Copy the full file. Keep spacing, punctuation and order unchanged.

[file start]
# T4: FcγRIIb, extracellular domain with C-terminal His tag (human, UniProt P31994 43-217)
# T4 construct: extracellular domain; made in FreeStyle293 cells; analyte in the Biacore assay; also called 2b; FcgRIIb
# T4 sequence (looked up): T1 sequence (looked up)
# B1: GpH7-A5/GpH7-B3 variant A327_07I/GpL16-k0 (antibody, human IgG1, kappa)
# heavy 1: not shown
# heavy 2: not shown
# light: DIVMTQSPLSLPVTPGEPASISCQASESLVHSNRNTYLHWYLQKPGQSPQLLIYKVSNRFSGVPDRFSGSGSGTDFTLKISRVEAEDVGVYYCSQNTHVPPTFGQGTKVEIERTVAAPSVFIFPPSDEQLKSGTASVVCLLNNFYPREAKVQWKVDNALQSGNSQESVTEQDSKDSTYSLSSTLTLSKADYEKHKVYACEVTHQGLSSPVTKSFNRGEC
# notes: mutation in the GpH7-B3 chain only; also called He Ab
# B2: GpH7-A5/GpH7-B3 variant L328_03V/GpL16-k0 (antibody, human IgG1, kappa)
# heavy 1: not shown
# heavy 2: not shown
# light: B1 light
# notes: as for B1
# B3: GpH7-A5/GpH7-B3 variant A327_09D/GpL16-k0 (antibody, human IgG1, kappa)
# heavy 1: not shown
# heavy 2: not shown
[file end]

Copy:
# T4: FcγRIIb, extracellular domain with C-terminal His tag (human, UniProt P31994 43-217)
# T4 construct: extracellular domain; made in FreeStyle293 cells; analyte in the Biacore assay; also called 2b; FcgRIIb
# T4 sequence (looked up): T1 sequence (looked up)
# B1: GpH7-A5/GpH7-B3 variant A327_07I/GpL16-k0 (antibody, human IgG1, kappa)
# heavy 1: not shown
# heavy 2: not shown
# light: DIVMTQSPLSLPVTPGEPASISCQASESLVHSNRNTYLHWYLQKPGQSPQLLIYKVSNRFSGVPDRFSGSGSGTDFTLKISRVEAEDVGVYYCSQNTHVPPTFGQGTKVEIERTVAAPSVFIFPPSDEQLKSGTASVVCLLNNFYPREAKVQWKVDNALQSGNSQESVTEQDSKDSTYSLSSTLTLSKADYEKHKVYACEVTHQGLSSPVTKSFNRGEC
# notes: mutation in the GpH7-B3 chain only; also called He Ab
# B2: GpH7-A5/GpH7-B3 variant L328_03V/GpL16-k0 (antibody, human IgG1, kappa)
# heavy 1: not shown
# heavy 2: not shown
# light: B1 light
# notes: as for B1
# B3: GpH7-A5/GpH7-B3 variant A327_09D/GpL16-k0 (antibody, human IgG1, kappa)
# heavy 1: not shown
# heavy 2: not shown